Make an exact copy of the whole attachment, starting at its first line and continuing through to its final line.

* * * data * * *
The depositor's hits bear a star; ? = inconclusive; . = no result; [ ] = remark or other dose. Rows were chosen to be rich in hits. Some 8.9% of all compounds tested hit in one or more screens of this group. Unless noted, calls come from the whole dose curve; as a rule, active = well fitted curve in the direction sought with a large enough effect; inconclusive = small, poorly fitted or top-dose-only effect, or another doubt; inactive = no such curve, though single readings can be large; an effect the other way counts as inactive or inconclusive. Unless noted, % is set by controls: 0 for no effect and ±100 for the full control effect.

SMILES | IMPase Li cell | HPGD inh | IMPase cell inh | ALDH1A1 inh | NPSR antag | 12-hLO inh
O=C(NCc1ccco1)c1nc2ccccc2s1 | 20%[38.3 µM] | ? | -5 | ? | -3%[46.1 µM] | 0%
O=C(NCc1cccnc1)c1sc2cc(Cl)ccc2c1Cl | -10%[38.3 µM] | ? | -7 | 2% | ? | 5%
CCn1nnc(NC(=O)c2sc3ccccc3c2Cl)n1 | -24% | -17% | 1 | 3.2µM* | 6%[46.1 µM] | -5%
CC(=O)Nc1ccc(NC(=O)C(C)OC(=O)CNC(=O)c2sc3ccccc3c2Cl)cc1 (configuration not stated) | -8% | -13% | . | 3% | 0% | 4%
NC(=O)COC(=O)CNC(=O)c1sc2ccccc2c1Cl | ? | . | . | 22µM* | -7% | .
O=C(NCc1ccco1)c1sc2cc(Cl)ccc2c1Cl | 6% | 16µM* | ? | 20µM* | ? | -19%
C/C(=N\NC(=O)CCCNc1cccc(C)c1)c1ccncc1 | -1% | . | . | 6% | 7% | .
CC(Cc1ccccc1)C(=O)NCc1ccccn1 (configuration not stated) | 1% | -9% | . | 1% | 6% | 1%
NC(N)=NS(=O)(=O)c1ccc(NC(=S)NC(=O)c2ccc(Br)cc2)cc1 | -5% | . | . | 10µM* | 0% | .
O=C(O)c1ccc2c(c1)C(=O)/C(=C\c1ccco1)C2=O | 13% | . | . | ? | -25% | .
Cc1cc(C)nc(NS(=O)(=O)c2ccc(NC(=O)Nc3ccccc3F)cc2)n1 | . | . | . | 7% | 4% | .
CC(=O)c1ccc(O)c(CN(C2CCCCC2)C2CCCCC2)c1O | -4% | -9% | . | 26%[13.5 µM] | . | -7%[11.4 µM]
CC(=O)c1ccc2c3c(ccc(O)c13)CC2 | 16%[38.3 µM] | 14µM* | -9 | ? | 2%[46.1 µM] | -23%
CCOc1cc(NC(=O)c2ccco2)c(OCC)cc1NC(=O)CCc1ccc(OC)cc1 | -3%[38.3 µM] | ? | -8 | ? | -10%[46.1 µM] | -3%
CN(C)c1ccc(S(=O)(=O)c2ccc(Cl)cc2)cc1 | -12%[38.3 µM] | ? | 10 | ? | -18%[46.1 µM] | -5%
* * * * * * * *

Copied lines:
The depositor's hits bear a star; ? = inconclusive; . = no result; [ ] = remark or other dose. Rows were chosen to be rich in hits. Some 8.9% of all compounds tested hit in one or more screens of this group. Unless noted, calls come from the whole dose curve; as a rule, active = well fitted curve in the direction sought with a large enough effect; inconclusive = small, poorly fitted or top-dose-only effect, or another doubt; inactive = no such curve, though single readings can be large; an effect the other way counts as inactive or inconclusive. Unless noted, % is set by controls: 0 for no effect and ±100 for the full control effect.

SMILES | IMPase Li cell | HPGD inh | IMPase cell inh | ALDH1A1 inh | NPSR antag | 12-hLO inh
O=C(NCc1ccco1)c1nc2ccccc2s1 | 20%[38.3 µM] | ? | -5 | ? | -3%[46.1 µM] | 0%
O=C(NCc1cccnc1)c1sc2cc(Cl)ccc2c1Cl | -10%[38.3 µM] | ? | -7 | 2% | ? | 5%
CCn1nnc(NC(=O)c2sc3ccccc3c2Cl)n1 | -24% | -17% | 1 | 3.2µM* | 6%[46.1 µM] | -5%
CC(=O)Nc1ccc(NC(=O)C(C)OC(=O)CNC(=O)c2sc3ccccc3c2Cl)cc1 (configuration not stated) | -8% | -13% | . | 3% | 0% | 4%
NC(=O)COC(=O)CNC(=O)c1sc2ccccc2c1Cl | ? | . | . | 22µM* | -7% | .
O=C(NCc1ccco1)c1sc2cc(Cl)ccc2c1Cl | 6% | 16µM* | ? | 20µM* | ? | -19%
C/C(=N\NC(=O)CCCNc1cccc(C)c1)c1ccncc1 | -1% | . | . | 6% | 7% | .
CC(Cc1ccccc1)C(=O)NCc1ccccn1 (configuration not stated) | 1% | -9% | . | 1% | 6% | 1%
NC(N)=NS(=O)(=O)c1ccc(NC(=S)NC(=O)c2ccc(Br)cc2)cc1 | -5% | . | . | 10µM* | 0% | .
O=C(O)c1ccc2c(c1)C(=O)/C(=C\c1ccco1)C2=O | 13% | . | . | ? | -25% | .
Cc1cc(C)nc(NS(=O)(=O)c2ccc(NC(=O)Nc3ccccc3F)cc2)n1 | . | . | . | 7% | 4% | .
CC(=O)c1ccc(O)c(CN(C2CCCCC2)C2CCCCC2)c1O | -4% | -9% | . | 26%[13.5 µM] | . | -7%[11.4 µM]
CC(=O)c1ccc2c3c(ccc(O)c13)CC2 | 16%[38.3 µM] | 14µM* | -9 | ? | 2%[46.1 µM] | -23%
CCOc1cc(NC(=O)c2ccco2)c(OCC)cc1NC(=O)CCc1ccc(OC)cc1 | -3%[38.3 µM] | ? | -8 | ? | -10%[46.1 µM] | -3%
CN(C)c1ccc(S(=O)(=O)c2ccc(Cl)cc2)cc1 | -12%[38.3 µM] | ? | 10 | ? | -18%[46.1 µM] | -5%